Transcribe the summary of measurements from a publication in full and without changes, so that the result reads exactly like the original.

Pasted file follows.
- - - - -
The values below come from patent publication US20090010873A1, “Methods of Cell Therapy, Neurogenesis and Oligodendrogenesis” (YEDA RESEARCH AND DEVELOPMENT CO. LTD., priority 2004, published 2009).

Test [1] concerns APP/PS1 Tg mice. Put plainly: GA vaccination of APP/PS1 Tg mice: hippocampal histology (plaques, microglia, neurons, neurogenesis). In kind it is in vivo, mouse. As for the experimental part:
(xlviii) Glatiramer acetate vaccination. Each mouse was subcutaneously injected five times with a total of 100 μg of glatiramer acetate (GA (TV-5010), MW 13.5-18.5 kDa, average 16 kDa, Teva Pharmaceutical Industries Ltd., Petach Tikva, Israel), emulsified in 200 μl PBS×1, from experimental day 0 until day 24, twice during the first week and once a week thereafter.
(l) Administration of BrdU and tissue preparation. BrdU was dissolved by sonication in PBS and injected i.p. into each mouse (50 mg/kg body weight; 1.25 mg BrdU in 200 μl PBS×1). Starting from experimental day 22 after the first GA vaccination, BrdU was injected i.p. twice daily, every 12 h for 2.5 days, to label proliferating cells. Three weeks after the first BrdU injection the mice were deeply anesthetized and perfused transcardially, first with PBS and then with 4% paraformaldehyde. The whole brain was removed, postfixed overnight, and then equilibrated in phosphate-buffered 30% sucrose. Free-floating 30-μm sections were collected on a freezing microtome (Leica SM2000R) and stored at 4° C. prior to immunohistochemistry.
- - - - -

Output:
The values below come from patent publication US20090010873A1, “Methods of Cell Therapy, Neurogenesis and Oligodendrogenesis” (YEDA RESEARCH AND DEVELOPMENT CO. LTD., priority 2004, published 2009).

Test [1] concerns APP/PS1 Tg mice. Put plainly: GA vaccination of APP/PS1 Tg mice: hippocampal histology (plaques, microglia, neurons, neurogenesis). In kind it is in vivo, mouse. As for the experimental part:
(xlviii) Glatiramer acetate vaccination. Each mouse was subcutaneously injected five times with a total of 100 μg of glatiramer acetate (GA (TV-5010), MW 13.5-18.5 kDa, average 16 kDa, Teva Pharmaceutical Industries Ltd., Petach Tikva, Israel), emulsified in 200 μl PBS×1, from experimental day 0 until day 24, twice during the first week and once a week thereafter.
(l) Administration of BrdU and tissue preparation. BrdU was dissolved by sonication in PBS and injected i.p. into each mouse (50 mg/kg body weight; 1.25 mg BrdU in 200 μl PBS×1). Starting from experimental day 22 after the first GA vaccination, BrdU was injected i.p. twice daily, every 12 h for 2.5 days, to label proliferating cells. Three weeks after the first BrdU injection the mice were deeply anesthetized and perfused transcardially, first with PBS and then with 4% paraformaldehyde. The whole brain was removed, postfixed overnight, and then equilibrated in phosphate-buffered 30% sucrose. Free-floating 30-μm sections were collected on a freezing microtome (Leica SM2000R) and stored at 4° C. prior to immunohistochemistry.